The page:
Author Topic: The Great British Weather Debate  (Read 74276 times)

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SteveH

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Re: The Great British Weather Debate
« Reply #495 on: November 21, 2018, 04:01:48 PM »
Here we go, the DP say's       "The Mini beast from the east" brings snow to North wales, ?  well a light dusting anyway.

Bri Roberts

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Re: The Great British Weather Debate
« Reply #496 on: February 27, 2019, 10:20:35 AM »
What a difference?

27 February 2018 and 27 February 2019.

Ian

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Re: The Great British Weather Debate
« Reply #497 on: March 07, 2019, 08:10:54 AM »
This morning, on BBC Wales news' weather forecast, the presenter's first sentence was "We're starting off with a few scattered showers this morning...". Now, it had been raining so hard since around 0600 it was clearly competing for a place in the Biblical Deluges section of the Gunness annual, a fact which even her own graphics revealed with stark clarity.   So why did she talk such arrant nonsense?

Because it was dry in Cardiff. The North/South divide is alive and well.
“Nothing is so firmly believed as that which we least know.”   ― Michel de Montaigne

Si hoc legere scis, nimis eruditionis habes.

Hugo

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Re: The Great British Weather Debate
« Reply #498 on: March 07, 2019, 04:52:54 PM »
It has been raining quite a bit in Colwyn Bay today but not as bad as what you have experienced Ian but you are correct about the North/South divide.
It's no consolation but it applies to England and Scotland too,
Can you remember how traditionally we used to use a single location in the country to define a white Christmas which was the Met Office building in London.

However, with the increase in betting on where you will see a white Christmas, the number of locations have increased and can now include sites such as Buckingham Palace, Belfast (Aldergrove Airport), Aberdeen (Pittodrie - Aberdeen FC), Edinburgh (Castle), Coronation Street in Manchester and the Millennium Stadium in Cardiff.
No mention of Snowdonia or the Lake District or he Highlands     :(

SteveH

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Re: The Great British Weather Debate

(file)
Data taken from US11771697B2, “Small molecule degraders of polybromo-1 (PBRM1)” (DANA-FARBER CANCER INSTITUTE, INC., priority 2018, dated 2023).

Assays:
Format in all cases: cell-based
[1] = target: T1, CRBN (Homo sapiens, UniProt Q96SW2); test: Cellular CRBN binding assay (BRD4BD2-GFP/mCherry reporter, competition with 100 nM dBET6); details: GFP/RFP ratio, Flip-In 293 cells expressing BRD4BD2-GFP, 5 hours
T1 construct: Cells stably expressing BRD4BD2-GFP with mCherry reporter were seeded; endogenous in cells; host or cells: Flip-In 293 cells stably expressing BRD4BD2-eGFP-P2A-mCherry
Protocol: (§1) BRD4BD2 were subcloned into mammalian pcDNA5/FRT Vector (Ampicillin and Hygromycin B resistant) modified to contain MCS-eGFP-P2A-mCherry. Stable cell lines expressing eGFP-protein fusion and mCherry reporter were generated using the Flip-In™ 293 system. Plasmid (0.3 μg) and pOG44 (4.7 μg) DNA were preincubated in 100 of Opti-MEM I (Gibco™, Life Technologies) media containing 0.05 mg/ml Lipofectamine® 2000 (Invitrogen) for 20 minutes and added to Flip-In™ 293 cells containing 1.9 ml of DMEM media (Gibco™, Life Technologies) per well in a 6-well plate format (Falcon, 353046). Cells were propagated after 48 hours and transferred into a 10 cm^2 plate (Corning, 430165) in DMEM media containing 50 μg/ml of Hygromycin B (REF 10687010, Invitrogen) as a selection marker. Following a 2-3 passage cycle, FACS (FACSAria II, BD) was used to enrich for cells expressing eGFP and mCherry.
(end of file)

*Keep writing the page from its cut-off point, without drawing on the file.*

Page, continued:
« Reply #499 on: March 12, 2019, 10:31:37 AM »
A quote from this mornings DP Storm Gareth report, "Gale force winds will hit the region later in the evening and overnight." I don't know about tonight, but last night here in Llandudno it was scary, I have said in the past that my tiles are noisy, in strong winds, but about 4am the house was hit with, best described as a huge WHUMP, I thought the house was going, never mind a few tiles.    :o

SteveH

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Re: The Great British Weather Debate
« Reply #500 on: March 18, 2019, 02:52:15 PM »
A North Wales railway line could be closed for several weeks after heavy rain and flooding caused significant damage leaving it unsafe.

Large swathes of the Conwy Valley were left underwater on Saturday after more than 130mm of rain fell - double the UK average for the whole of the month.

It caused "significant" flooding on the Conwy Valley railway line and no trains can now operate between Llandudno and Blaenau Ffestiniog.

Photos of the damage have been released by Transport for Wales with bosses saying a large amount of work is needed to get trains running again.   
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DaveR

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Re: The Great British Weather Debate
« Reply #501 on: Today at 09:14:26 AM »
Certain sections of the line are very vulnerable to flood damage. Surely it would make long term financial sense to build bridges in those areas in order to let the flood waters flow freely underneath, rather than having to repair the line every year?



Ian

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Re: The Great British Weather Debate
« Reply #502 on: Today at 11:44:19 AM »
 It's the fact that they're laid in the flood plain itself that's the issue; once there's unusually heavy and torrential rain the levels simply rise across the entire valley, and no bridges would save them. Doesn't happen that often, but with climate change moving the way it is it will happen more in the future, I suspect.
“Nothing is so firmly believed as that which we least know.”   ― Michel de Montaigne

Si hoc legere scis, nimis eruditionis habes.